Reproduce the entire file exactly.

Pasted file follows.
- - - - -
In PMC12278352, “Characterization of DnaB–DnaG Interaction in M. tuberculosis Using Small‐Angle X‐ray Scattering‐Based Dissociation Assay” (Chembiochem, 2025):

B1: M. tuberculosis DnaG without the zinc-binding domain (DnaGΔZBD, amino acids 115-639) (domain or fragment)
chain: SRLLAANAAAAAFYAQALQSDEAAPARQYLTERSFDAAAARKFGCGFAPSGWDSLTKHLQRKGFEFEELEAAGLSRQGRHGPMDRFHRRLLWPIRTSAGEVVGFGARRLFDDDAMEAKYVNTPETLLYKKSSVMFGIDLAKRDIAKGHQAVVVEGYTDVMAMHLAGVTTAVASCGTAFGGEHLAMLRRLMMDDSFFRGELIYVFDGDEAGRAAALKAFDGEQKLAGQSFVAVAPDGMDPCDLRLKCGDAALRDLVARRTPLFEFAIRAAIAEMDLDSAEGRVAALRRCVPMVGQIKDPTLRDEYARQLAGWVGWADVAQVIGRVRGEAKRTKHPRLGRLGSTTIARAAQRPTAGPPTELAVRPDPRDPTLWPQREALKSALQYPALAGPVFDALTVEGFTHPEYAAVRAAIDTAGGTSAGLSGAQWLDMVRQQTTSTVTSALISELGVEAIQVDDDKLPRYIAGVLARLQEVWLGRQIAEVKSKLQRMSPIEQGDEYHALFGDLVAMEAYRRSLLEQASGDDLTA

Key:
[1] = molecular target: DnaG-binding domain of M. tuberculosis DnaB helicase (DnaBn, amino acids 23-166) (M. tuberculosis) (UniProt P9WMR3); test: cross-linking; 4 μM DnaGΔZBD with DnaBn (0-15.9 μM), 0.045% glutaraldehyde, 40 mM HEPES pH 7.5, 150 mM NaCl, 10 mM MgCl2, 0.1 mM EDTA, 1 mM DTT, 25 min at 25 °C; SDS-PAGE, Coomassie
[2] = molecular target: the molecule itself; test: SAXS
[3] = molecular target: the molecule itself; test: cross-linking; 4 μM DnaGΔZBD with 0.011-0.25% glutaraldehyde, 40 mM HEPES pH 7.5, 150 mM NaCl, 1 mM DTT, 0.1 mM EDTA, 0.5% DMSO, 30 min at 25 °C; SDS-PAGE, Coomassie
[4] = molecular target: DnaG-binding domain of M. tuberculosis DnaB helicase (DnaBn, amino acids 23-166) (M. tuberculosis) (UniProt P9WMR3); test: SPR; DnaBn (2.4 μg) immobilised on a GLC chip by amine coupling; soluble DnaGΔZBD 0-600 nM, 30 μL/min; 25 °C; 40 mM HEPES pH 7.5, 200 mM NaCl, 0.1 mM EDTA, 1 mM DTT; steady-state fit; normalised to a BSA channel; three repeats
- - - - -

In PMC12278352, “Characterization of DnaB–DnaG Interaction in M. tuberculosis Using Small‐Angle X‐ray Scattering‐Based Dissociation Assay” (Chembiochem, 2025):

B1: M. tuberculosis DnaG without the zinc-binding domain (DnaGΔZBD, amino acids 115-639) (domain or fragment)
chain: SRLLAANAAAAAFYAQALQSDEAAPARQYLTERSFDAAAARKFGCGFAPSGWDSLTKHLQRKGFEFEELEAAGLSRQGRHGPMDRFHRRLLWPIRTSAGEVVGFGARRLFDDDAMEAKYVNTPETLLYKKSSVMFGIDLAKRDIAKGHQAVVVEGYTDVMAMHLAGVTTAVASCGTAFGGEHLAMLRRLMMDDSFFRGELIYVFDGDEAGRAAALKAFDGEQKLAGQSFVAVAPDGMDPCDLRLKCGDAALRDLVARRTPLFEFAIRAAIAEMDLDSAEGRVAALRRCVPMVGQIKDPTLRDEYARQLAGWVGWADVAQVIGRVRGEAKRTKHPRLGRLGSTTIARAAQRPTAGPPTELAVRPDPRDPTLWPQREALKSALQYPALAGPVFDALTVEGFTHPEYAAVRAAIDTAGGTSAGLSGAQWLDMVRQQTTSTVTSALISELGVEAIQVDDDKLPRYIAGVLARLQEVWLGRQIAEVKSKLQRMSPIEQGDEYHALFGDLVAMEAYRRSLLEQASGDDLTA

Key:
[1] = molecular target: DnaG-binding domain of M. tuberculosis DnaB helicase (DnaBn, amino acids 23-166) (M. tuberculosis) (UniProt P9WMR3); test: cross-linking; 4 μM DnaGΔZBD with DnaBn (0-15.9 μM), 0.045% glutaraldehyde, 40 mM HEPES pH 7.5, 150 mM NaCl, 10 mM MgCl2, 0.1 mM EDTA, 1 mM DTT, 25 min at 25 °C; SDS-PAGE, Coomassie
[2] = molecular target: the molecule itself; test: SAXS
[3] = molecular target: the molecule itself; test: cross-linking; 4 μM DnaGΔZBD with 0.011-0.25% glutaraldehyde, 40 mM HEPES pH 7.5, 150 mM NaCl, 1 mM DTT, 0.1 mM EDTA, 0.5% DMSO, 30 min at 25 °C; SDS-PAGE, Coomassie
[4] = molecular target: DnaG-binding domain of M. tuberculosis DnaB helicase (DnaBn, amino acids 23-166) (M. tuberculosis) (UniProt P9WMR3); test: SPR; DnaBn (2.4 μg) immobilised on a GLC chip by amine coupling; soluble DnaGΔZBD 0-600 nM, 30 μL/min; 25 °C; 40 mM HEPES pH 7.5, 200 mM NaCl, 0.1 mM EDTA, 1 mM DTT; steady-state fit; normalised to a BSA channel; three repeats